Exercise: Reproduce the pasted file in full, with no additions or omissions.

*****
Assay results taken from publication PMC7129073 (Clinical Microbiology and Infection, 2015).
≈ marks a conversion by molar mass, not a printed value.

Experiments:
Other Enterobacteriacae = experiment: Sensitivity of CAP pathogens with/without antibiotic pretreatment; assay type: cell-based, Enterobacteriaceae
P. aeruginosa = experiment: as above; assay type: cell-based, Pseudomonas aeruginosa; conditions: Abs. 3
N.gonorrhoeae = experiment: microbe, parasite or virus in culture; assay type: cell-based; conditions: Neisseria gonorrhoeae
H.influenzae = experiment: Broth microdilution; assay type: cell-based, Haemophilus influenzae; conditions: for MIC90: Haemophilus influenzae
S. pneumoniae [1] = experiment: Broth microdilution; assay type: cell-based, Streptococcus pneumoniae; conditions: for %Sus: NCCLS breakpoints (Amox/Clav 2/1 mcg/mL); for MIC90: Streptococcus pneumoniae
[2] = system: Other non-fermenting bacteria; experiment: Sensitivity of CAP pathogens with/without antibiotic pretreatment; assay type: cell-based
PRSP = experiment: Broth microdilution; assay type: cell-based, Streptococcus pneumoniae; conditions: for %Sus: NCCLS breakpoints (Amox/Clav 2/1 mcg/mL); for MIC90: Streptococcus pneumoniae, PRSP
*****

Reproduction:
Assay results taken from publication PMC7129073 (Clinical Microbiology and Infection, 2015).
≈ marks a conversion by molar mass, not a printed value.

Experiments:
Other Enterobacteriacae = experiment: Sensitivity of CAP pathogens with/without antibiotic pretreatment; assay type: cell-based, Enterobacteriaceae
P. aeruginosa = experiment: as above; assay type: cell-based, Pseudomonas aeruginosa; conditions: Abs. 3
N.gonorrhoeae = experiment: microbe, parasite or virus in culture; assay type: cell-based; conditions: Neisseria gonorrhoeae
H.influenzae = experiment: Broth microdilution; assay type: cell-based, Haemophilus influenzae; conditions: for MIC90: Haemophilus influenzae
S. pneumoniae [1] = experiment: Broth microdilution; assay type: cell-based, Streptococcus pneumoniae; conditions: for %Sus: NCCLS breakpoints (Amox/Clav 2/1 mcg/mL); for MIC90: Streptococcus pneumoniae
[2] = system: Other non-fermenting bacteria; experiment: Sensitivity of CAP pathogens with/without antibiotic pretreatment; assay type: cell-based
PRSP = experiment: Broth microdilution; assay type: cell-based, Streptococcus pneumoniae; conditions: for %Sus: NCCLS breakpoints (Amox/Clav 2/1 mcg/mL); for MIC90: Streptococcus pneumoniae, PRSP